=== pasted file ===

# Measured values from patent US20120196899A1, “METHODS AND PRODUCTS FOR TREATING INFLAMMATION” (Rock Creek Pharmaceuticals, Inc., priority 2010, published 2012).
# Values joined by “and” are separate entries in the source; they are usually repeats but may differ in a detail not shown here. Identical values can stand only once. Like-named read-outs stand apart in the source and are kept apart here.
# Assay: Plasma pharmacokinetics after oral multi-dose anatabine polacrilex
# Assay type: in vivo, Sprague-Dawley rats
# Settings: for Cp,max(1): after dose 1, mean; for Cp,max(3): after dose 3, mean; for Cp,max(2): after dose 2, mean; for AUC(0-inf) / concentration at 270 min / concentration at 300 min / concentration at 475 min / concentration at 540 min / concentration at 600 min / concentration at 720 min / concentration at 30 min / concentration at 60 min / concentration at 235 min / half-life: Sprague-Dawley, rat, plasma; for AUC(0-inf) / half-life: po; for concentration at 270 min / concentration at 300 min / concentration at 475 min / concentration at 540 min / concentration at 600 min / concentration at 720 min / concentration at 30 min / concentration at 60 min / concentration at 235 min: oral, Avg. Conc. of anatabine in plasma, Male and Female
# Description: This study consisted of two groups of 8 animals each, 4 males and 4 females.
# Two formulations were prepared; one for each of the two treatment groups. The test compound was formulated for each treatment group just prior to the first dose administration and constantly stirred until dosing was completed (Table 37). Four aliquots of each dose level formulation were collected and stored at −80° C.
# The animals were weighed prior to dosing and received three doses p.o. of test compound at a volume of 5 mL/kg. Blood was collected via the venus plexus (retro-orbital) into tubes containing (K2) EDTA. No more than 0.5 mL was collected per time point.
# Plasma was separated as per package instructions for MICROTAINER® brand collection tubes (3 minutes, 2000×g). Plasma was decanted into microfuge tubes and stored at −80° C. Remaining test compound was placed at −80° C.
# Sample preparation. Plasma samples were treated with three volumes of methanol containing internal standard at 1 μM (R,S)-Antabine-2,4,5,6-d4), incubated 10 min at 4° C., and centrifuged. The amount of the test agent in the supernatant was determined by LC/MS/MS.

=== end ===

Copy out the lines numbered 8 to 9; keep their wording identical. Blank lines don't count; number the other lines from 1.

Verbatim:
# The animals were weighed prior to dosing and received three doses p.o. of test compound at a volume of 5 mL/kg. Blood was collected via the venus plexus (retro-orbital) into tubes containing (K2) EDTA. No more than 0.5 mL was collected per time point.
# Plasma was separated as per package instructions for MICROTAINER® brand collection tubes (3 minutes, 2000×g). Plasma was decanted into microfuge tubes and stored at −80° C. Remaining test compound was placed at −80° C.